College News

How a Crimson Beard Raised Funds for West Alabama Food Bank

Top: Dr. Cruz-Uribe with a gray beard. Bottom: Dr. Cruz-Uribe with a Crimson Storm beard.
A before and after of Dr. David Cruz-Uribe’s gray beard (top) and Crimson Storm beard (bottom).

From the June 2020 Desktop News | What began as a joke at the end of an email quickly became an act of service for UA’s department of mathematics, which recently completed a faculty fundraiser for the West Alabama Food Bank.

While working at home during the COVID-19 crisis, Dr. David Cruz-Uribe, the chair of the department, finished an email to his faculty with a joke about his beard graying during this time of elevated stress, and that he should dye it. Almost immediately, a staff member replied that she had a discount at a beauty store, and sent everyone a list of different hair dye colors for them to choose from. Before he knew it, the math department’s faculty had created a contest—the highest bidder would win the rights to choose Cruz-Uribe’s new beard color, and the funds would go to the charity of Cruz-Uribe’s choice.

“After a little bit, someone wrote to me and said, ‘Wouldn’t you get more money if you didn’t make this a competition?’” Cruz-Uribe said. “And I agreed. So Jil Chambless, an instructor in the Math Technology Learning Center, agreed that she would collect all the donations, and then people received votes based on the amount of money they put in.”

In the end, the faculty raised $530 to dye Cruz-Uribe’s beard Crimson Storm, with Raspberry Kamikaze as a close second.

Cruz-Uribe, now with a bright-crimson beard, chose to put the money towards the West Alabama Food Bank, where he and his family have volunteered for two years. During the COVID-19 crisis, the West Alabama Food Bank has become an asset for families all throughout the region after schools and businesses closed their doors.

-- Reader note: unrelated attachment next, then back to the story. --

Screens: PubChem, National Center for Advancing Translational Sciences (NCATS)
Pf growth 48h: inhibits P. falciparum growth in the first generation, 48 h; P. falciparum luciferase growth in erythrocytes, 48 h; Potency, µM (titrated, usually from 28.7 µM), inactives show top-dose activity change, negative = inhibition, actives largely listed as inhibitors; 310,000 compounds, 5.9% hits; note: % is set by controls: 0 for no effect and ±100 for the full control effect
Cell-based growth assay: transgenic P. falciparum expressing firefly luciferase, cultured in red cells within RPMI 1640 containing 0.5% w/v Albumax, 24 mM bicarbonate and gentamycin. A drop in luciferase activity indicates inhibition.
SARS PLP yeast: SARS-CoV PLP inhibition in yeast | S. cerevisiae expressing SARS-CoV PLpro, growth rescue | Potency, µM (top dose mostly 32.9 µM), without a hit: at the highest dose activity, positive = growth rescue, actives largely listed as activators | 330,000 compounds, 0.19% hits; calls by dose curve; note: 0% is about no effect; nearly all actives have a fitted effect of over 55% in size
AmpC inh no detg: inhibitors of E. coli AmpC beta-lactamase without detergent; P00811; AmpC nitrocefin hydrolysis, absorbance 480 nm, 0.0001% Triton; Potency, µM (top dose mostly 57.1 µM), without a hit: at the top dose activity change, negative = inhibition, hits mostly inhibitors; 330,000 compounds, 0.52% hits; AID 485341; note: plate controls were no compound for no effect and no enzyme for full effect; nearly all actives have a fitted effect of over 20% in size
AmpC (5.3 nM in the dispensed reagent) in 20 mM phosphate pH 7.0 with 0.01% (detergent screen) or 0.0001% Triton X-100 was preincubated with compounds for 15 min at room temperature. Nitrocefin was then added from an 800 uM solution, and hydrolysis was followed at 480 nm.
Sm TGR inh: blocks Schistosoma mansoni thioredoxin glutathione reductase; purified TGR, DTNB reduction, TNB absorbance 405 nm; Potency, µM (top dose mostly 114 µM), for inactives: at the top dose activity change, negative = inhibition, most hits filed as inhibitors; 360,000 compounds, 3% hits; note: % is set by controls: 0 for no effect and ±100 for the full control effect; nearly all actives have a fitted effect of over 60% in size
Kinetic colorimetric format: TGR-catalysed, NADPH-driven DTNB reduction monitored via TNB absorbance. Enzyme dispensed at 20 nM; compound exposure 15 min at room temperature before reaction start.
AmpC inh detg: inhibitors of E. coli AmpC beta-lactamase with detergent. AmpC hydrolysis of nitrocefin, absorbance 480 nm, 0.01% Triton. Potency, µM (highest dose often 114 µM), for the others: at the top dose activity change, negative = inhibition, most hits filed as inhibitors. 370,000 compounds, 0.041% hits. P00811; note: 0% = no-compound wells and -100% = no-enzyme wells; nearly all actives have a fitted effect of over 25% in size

“Since the second week of March, we’ve given out over 1.8 million pounds of food, which is has a retail value of about $2 million,” Jean Rykaczewski, director of the West Alabama Food Bank, said. “In Tuscaloosa alone, we’ve seen between 500 and 600 cars a week.”

The West Alabama Food Bank serves nine counties in the region, and has 96 community partners who distribute food to those in need. Since the beginning of COVID-19, the food bank has restructured to distribute food themselves, while still completing their Senior Brown Box program, which feeds over 2,000 seniors in the area, as well as providing meals to students who have lost access to food through their schools. As their partner organizations reopened, West Alabama Food Bank was able to shift the distribution of food back to their partners’ locations instead of their own, but still serve hundreds of families a week.

For Cruz-Uribe, contributing to the West Alabama Food Bank is an important part of giving back to his community. He hopes that this fundraiser will inspire many more in the future.

“It’s important to give back because we are giving to ourselves when we give to the community,” Cruz-Uribe said. ”At various times, my family has benefited from help from the community: friends, neighbors, church, and more. And it’s important to pass that spirit of giving on.”

To learn more about the West Alabama Food Bank, visit their website.

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